This is one of a kind. The press release that came with the disc is worthy of its own review, particularly its picture of Bray looking like a 1986-era sitcom version of a rock star. You know, the episodes where the teenage girl puts on makeup, sneaks out to the city with her friends, and goes backstage at a concert, only to learn some valuable lesson? Bray looks like the fake rocker they meet backstage, except with slightly smaller hair. Not only that, but there’s a quote from him that says, “I prefer playing after hours. At night we become what we fantasize about.” Yeah, cheesy as fuck. Was that from Growing Pains or Who’s the Boss? I can’t recall. Just so you know, the music is right in line with the press release. It’s ridiculous. The lyrics are about Dracula and include clever bits like “You can run, but you can’t hide. If you scream, I will find you.” Also, “Can’t wait to sink my teeth into you.” All of these words are sung in a sort of breathy whisper and backed by Dr. Fink, who, according to the press release, played keyboard for Prince. Oh, just to make this more ridiculous, this is a CD single with only one song on it. –MP Johnson (Talking House)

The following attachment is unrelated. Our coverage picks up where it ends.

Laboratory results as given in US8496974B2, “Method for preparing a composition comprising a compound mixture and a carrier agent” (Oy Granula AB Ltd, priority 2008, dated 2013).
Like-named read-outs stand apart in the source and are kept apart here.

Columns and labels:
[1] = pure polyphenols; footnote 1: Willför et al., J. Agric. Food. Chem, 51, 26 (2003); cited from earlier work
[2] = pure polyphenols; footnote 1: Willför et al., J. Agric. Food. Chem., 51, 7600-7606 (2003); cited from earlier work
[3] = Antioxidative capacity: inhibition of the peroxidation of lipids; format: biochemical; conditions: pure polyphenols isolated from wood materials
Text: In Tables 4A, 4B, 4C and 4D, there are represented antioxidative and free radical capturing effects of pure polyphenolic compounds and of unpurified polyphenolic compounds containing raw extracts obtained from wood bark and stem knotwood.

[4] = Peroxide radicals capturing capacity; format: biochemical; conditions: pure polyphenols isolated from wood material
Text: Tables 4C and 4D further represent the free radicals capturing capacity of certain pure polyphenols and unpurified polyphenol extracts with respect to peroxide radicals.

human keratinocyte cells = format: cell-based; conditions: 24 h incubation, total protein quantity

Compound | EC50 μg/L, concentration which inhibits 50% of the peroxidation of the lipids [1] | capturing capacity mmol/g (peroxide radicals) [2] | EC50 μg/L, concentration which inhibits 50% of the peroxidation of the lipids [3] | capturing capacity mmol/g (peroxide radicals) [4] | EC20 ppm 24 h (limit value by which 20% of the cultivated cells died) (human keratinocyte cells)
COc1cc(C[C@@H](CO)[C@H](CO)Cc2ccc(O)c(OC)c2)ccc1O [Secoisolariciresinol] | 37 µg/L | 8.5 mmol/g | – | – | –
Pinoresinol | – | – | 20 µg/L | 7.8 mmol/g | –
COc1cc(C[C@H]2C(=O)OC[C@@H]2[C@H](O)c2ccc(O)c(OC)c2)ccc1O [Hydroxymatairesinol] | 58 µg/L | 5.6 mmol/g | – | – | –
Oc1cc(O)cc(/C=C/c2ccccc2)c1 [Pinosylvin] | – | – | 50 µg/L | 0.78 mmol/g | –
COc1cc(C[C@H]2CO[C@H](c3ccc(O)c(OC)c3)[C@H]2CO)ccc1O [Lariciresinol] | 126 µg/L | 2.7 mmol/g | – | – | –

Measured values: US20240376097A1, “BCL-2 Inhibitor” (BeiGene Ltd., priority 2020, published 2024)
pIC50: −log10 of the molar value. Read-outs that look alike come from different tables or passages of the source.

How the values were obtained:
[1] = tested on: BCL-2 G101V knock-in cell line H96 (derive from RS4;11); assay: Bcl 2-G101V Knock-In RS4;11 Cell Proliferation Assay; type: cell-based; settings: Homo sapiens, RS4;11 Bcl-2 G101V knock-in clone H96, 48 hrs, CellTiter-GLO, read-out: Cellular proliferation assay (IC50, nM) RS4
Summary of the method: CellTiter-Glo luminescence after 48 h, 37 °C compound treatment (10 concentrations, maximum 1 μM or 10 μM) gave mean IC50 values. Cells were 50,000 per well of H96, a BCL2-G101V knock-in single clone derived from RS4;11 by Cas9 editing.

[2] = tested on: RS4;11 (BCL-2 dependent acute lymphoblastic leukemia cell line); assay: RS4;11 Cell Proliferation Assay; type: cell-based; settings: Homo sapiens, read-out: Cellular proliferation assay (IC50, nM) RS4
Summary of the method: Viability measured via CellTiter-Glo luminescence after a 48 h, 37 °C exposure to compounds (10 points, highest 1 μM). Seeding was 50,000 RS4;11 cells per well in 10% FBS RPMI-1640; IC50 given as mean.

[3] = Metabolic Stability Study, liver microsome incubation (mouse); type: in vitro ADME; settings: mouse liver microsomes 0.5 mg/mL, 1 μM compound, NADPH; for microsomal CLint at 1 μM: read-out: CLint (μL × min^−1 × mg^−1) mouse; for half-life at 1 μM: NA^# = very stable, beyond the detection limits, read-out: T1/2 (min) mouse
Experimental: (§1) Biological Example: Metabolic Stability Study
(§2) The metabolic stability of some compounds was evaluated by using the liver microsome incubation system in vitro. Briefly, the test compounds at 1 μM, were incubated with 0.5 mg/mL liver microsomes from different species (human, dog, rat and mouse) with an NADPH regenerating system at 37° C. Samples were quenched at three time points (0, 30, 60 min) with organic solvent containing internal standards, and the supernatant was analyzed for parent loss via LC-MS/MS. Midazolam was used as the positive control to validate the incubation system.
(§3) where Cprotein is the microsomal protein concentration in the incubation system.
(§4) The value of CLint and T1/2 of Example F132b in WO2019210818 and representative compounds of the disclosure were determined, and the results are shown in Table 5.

BOULEVARD TRASH:
Demo: CD
Holy shit is this overdue. I got this when I met these kids in Milwaukee last winter, but through moves and messes, I didn’t find it again until just now. I really am wicked sorry about that (and I still have Dave’s bandana if he wants it back). They’ve got that Replacements-type pop down (think Bent Outta Shape or Ringers) with a pretty hefty shot of adrenaline and a little added snottiness. Good stuff. I’m hoping they’ve put more out by now. –Megan Pants (Self-released)


BORN BAD:
Moron Music: 7” EP
Nice bit of spastic, scrappy thrash here, with lyrics addressing blind faith, police brutality, snooty old punks, and stupid young punks. From the sound of ‘em, I’m betting these guys rip shit up live. –Jimmy Alvarado (Fashionable Idiots)


B-MOVIE RATS, THE:
Radio Suicide: CD